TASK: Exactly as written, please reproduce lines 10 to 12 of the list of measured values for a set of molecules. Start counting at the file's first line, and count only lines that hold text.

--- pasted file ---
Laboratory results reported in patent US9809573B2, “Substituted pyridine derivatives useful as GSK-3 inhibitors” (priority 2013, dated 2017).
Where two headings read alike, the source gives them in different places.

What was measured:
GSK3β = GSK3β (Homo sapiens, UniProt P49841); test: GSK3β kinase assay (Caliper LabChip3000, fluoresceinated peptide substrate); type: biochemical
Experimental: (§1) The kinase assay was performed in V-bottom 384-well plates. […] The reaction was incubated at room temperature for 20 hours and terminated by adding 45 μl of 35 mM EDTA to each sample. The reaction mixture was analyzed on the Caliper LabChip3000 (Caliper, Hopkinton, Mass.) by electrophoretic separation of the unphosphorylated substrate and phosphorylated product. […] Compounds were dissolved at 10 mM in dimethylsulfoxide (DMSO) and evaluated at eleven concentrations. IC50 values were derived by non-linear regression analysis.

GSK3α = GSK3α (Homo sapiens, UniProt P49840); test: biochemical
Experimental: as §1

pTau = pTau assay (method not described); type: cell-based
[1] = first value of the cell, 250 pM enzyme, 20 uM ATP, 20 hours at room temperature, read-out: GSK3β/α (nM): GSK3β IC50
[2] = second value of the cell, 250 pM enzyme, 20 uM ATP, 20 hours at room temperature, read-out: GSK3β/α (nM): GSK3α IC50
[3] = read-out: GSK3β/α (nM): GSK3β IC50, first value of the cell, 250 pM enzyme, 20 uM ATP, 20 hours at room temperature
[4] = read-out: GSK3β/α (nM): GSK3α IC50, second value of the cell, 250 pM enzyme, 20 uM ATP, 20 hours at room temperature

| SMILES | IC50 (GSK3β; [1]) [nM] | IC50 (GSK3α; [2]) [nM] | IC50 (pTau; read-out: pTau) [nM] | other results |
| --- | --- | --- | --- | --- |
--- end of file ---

[2] = second value of the cell, 250 pM enzyme, 20 uM ATP, 20 hours at room temperature, read-out: GSK3β/α (nM): GSK3α IC50
[3] = read-out: GSK3β/α (nM): GSK3β IC50, first value of the cell, 250 pM enzyme, 20 uM ATP, 20 hours at room temperature
[4] = read-out: GSK3β/α (nM): GSK3α IC50, second value of the cell, 250 pM enzyme, 20 uM ATP, 20 hours at room temperature